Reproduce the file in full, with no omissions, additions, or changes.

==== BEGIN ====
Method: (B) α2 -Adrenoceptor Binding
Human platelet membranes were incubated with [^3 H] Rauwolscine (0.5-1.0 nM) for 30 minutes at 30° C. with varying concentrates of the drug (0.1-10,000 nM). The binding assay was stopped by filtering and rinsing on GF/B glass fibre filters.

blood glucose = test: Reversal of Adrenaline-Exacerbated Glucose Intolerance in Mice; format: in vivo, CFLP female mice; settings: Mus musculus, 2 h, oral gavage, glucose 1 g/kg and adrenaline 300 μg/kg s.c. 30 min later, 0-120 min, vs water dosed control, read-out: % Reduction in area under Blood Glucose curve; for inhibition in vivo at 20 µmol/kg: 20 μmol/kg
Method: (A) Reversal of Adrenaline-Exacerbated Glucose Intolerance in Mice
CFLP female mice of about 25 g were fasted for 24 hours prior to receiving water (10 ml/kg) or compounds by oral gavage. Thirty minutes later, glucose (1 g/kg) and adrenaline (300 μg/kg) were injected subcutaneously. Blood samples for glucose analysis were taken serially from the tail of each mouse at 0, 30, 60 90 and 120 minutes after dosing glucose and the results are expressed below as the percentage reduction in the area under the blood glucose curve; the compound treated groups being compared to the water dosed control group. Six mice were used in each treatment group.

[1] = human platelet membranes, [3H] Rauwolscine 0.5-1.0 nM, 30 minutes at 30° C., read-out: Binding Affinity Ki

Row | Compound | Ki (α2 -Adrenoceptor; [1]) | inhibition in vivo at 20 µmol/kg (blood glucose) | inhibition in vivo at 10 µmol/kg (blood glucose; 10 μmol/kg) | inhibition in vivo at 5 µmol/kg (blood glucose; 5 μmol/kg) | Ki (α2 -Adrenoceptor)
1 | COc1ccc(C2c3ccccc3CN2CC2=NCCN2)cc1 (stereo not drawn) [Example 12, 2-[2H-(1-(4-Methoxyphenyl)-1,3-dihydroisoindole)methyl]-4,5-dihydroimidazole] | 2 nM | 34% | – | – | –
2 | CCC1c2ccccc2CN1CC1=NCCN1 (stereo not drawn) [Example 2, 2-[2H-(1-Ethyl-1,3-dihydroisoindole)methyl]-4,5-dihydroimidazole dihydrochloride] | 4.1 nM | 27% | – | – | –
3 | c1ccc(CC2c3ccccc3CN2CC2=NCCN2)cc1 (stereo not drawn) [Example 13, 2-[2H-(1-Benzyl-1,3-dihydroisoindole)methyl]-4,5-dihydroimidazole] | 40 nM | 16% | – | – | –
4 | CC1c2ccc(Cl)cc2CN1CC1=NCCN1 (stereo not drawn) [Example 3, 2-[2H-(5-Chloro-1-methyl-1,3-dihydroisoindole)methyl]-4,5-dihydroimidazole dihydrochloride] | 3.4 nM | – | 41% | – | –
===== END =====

Method: (B) α2 -Adrenoceptor Binding
Human platelet membranes were incubated with [^3 H] Rauwolscine (0.5-1.0 nM) for 30 minutes at 30° C. with varying concentrates of the drug (0.1-10,000 nM). The binding assay was stopped by filtering and rinsing on GF/B glass fibre filters.

blood glucose = test: Reversal of Adrenaline-Exacerbated Glucose Intolerance in Mice; format: in vivo, CFLP female mice; settings: Mus musculus, 2 h, oral gavage, glucose 1 g/kg and adrenaline 300 μg/kg s.c. 30 min later, 0-120 min, vs water dosed control, read-out: % Reduction in area under Blood Glucose curve; for inhibition in vivo at 20 µmol/kg: 20 μmol/kg
Method: (A) Reversal of Adrenaline-Exacerbated Glucose Intolerance in Mice
CFLP female mice of about 25 g were fasted for 24 hours prior to receiving water (10 ml/kg) or compounds by oral gavage. Thirty minutes later, glucose (1 g/kg) and adrenaline (300 μg/kg) were injected subcutaneously. Blood samples for glucose analysis were taken serially from the tail of each mouse at 0, 30, 60 90 and 120 minutes after dosing glucose and the results are expressed below as the percentage reduction in the area under the blood glucose curve; the compound treated groups being compared to the water dosed control group. Six mice were used in each treatment group.

[1] = human platelet membranes, [3H] Rauwolscine 0.5-1.0 nM, 30 minutes at 30° C., read-out: Binding Affinity Ki

Row | Compound | Ki (α2 -Adrenoceptor; [1]) | inhibition in vivo at 20 µmol/kg (blood glucose) | inhibition in vivo at 10 µmol/kg (blood glucose; 10 μmol/kg) | inhibition in vivo at 5 µmol/kg (blood glucose; 5 μmol/kg) | Ki (α2 -Adrenoceptor)
1 | COc1ccc(C2c3ccccc3CN2CC2=NCCN2)cc1 (stereo not drawn) [Example 12, 2-[2H-(1-(4-Methoxyphenyl)-1,3-dihydroisoindole)methyl]-4,5-dihydroimidazole] | 2 nM | 34% | – | – | –
2 | CCC1c2ccccc2CN1CC1=NCCN1 (stereo not drawn) [Example 2, 2-[2H-(1-Ethyl-1,3-dihydroisoindole)methyl]-4,5-dihydroimidazole dihydrochloride] | 4.1 nM | 27% | – | – | –
3 | c1ccc(CC2c3ccccc3CN2CC2=NCCN2)cc1 (stereo not drawn) [Example 13, 2-[2H-(1-Benzyl-1,3-dihydroisoindole)methyl]-4,5-dihydroimidazole] | 40 nM | 16% | – | – | –
4 | CC1c2ccc(Cl)cc2CN1CC1=NCCN1 (stereo not drawn) [Example 3, 2-[2H-(5-Chloro-1-methyl-1,3-dihydroisoindole)methyl]-4,5-dihydroimidazole dihydrochloride] | 3.4 nM | – | 41% | – | –